Fairfax: OSHA Plans PSM Inspections for Chemical Plants

April 9, 2008
In an exclusive, face-to-face interview with OccupationalHazards.com, Richard Fairfax, director of OSHA enforcement programs, announced the agency intends conduct a slew of complex process safety management inspections at chemical plants, but was uncertain when inspections could begin.

Fairfax said he originally planned to launch the National Emphasis Program (NEP) for the chemical industry in late summer or early fall of 2008, but now is unable to make the deadline because his resources are tied up investigating the Imperial Sugar refinery blast in Georgia. That explosion killed 13 workers and critically injured 11 others.

“This doesn't mean that I have stopped working on it,” Fairfax explained. “We will continue with it and when we are ready, we will launch it.

Approximately 28,000 chemical plants operate throughout the country, and Fairfax said OSHA plans to randomly select facilities for inspection. These inspections will be similar to the OSHA inspection program for refineries, which began in June 2007.

While the NEP details have not yet been finalized, Fairfax said compliance officers will focus on the management and operation of chemical manufacturing processes. These are the primary causes of large chemical accidents in the United States, he said.

NEPs Very Helpful, Fairfax Says

Fairfax also responded to criticism from union and labor organization leaders who claim NEPs are not the sole solution in addressing combustible dust, diacetyl and other hazards. These dissenters maintain that NEPs do not fully address the dangers to workers, and that standards would be more effective.

Fairfax, however, asserted that NEPs do work. H noted that while developing a standard could take years, he almost immediately can send his team of compliance officers to investigate problems under an NEP. “If there is a problem, I can get there a lot quicker than with a standard,” he said.

Developing NEPs, meanwhile, is less time-consuming than creating standards. “I have developed and launched an NEP in a month,” he said.

Finally, Fairfax explained that the information and data gathered during NEP inspections also can help determine whether it is necessary to develop or issue a standard.

Refinery Inspections Yield an Average of 12 Violations

Fairfax pointed out that under the OSHA refinery inspection program, the agency so far has inspected 53 of the 81 refineries it plans to investigate, and has issued 241 refinery violations. Eight-nine percent of those citations were serious and 93 percent were serious, willful or repeat violations. The average number of violations per refinery inspection was just over 12. By contrast, the average number of violations across the country is three.

Fairfax and his team found a variety of process safety management issues in virtually all of the inspections, as well as significant deficiencies in process safety hazard analysis and process safety management recordkeeping.

“We are finding enough violations and enough problems that in my opinion, management and compliance with process safety management has slipped quite a bit,” he said.

According to Fairfax, the problem is not that refineries lack safety and health awareness. Instead, safety priorities often go to the backburner, as was the case with BP in Texas City, where a fatal blast killed 15 workers and injured 180 others in March 2005.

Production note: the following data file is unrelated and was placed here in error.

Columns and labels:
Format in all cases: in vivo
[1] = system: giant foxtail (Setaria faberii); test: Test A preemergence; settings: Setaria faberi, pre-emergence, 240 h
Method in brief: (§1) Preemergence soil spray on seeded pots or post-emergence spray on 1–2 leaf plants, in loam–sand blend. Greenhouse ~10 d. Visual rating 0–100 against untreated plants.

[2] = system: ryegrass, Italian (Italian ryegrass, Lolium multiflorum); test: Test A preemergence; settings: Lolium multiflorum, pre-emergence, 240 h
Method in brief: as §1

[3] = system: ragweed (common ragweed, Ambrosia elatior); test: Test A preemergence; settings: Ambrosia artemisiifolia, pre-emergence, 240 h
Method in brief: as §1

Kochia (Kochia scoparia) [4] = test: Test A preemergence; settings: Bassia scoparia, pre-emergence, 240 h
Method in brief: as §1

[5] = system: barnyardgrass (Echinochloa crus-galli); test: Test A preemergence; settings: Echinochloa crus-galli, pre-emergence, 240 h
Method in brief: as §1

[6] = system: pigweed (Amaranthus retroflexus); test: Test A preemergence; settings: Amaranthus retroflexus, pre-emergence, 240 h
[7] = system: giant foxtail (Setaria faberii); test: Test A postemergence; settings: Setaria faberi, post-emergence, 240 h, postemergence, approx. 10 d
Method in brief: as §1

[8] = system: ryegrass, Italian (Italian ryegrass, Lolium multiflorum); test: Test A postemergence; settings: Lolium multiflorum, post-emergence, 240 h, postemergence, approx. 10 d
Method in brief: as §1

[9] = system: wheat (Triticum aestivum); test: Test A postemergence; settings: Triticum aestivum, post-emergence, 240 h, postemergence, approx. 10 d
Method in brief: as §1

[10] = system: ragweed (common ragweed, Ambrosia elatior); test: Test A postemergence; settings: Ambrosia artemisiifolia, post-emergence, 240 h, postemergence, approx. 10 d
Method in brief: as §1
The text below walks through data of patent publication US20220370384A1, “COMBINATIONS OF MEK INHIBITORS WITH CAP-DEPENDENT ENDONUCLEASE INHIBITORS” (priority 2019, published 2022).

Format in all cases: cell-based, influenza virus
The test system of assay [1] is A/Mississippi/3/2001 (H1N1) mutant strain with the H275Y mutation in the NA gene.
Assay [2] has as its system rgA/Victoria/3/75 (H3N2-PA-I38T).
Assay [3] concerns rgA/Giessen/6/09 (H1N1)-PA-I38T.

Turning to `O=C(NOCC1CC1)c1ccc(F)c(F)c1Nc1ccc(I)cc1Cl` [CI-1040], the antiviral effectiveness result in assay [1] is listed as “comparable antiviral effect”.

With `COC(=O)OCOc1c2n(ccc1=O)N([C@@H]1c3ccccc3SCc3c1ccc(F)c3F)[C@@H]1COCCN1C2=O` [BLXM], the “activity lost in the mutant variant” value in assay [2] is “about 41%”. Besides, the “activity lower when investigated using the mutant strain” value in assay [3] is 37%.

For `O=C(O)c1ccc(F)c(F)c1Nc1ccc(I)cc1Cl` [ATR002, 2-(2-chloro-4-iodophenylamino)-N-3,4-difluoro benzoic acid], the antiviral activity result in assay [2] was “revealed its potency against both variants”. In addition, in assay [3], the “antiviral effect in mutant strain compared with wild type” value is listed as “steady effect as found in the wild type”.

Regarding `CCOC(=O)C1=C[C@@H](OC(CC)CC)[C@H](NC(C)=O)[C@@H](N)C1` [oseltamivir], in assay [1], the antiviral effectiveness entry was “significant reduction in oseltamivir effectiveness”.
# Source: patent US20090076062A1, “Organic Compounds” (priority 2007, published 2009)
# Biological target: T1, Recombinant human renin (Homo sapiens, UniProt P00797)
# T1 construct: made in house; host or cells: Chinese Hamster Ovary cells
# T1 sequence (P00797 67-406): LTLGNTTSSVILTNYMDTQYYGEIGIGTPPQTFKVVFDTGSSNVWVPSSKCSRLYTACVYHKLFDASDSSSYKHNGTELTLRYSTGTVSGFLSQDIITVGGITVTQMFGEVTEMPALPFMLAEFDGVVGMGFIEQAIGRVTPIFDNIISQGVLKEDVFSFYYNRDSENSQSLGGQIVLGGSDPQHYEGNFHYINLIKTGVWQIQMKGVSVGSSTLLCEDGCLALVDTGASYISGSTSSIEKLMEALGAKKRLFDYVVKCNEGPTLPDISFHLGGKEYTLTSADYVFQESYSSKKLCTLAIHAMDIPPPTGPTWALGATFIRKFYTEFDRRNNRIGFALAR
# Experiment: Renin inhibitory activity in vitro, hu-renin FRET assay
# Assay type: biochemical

“Based on what we found at BP, I think they got into more of a production mode and the requirements of process safety management went to the back seat,” he said. “If you asked any safety and health professional at any of the refineries, I bet they would be willing to say that they are glad we are doing this [refinery emphasis program].

Fairfax Addresses Recordkeeping Criticism

Fairfax's enforcement team also faced criticism for not adequately verifying injury and illness rates submitted by employers. Bob Whitmore, a Department of Labor expert for OSHA recordkeeping litigation since the mid-1980s, claimed the agency has turned a blind eye to underreporting from companies in high hazard industries. These companies, he said, submitted OSHA 300 logs with very low recordable injury and illness rates.

Fairfax asserted that the team does record checks in each of the roughly 39,000 inspections they complete each year. He explained that “part of the job of a compliance officer is to evaluate records, and they are required to look at 3 years worth of recordkeeping.”

Fairfax added that while he does notice recordkeeping violations, he isn't about to issue citations for small mistakes.

“If somebody is making good faith effort and checks off the wrong box, I am not going to issue a citation for that,” he said. “In those cases, I have instructed our compliance officers to tell them what they did wrong and show them how to fix it.”

However, he added, “If we go out there and everything is in the wrong box or if it's obvious they haven't paid attention to it, then we issue citations. I am trying to get our people, in addition to providing assistance, to deal with the big stuff and not sweat the little things.”

Fairfax advises employers in any industry, should they have questions about the process safety management standard, to turn to the NEP for refineries and observe the list of elements OSHA addresses in every inspection. Fairfax says this list, which includes 20-25 items, represents “the key elements of process safety management.”

“It doesn't matter if you are chemical plant, refinery – the elements listed there, if you are not doing those and doing them properly, those are the ones that are going to cause problems,” he said. “We are more interested in companies finding a problem and fixing it as opposed to waiting for us to come in and issue citations.”

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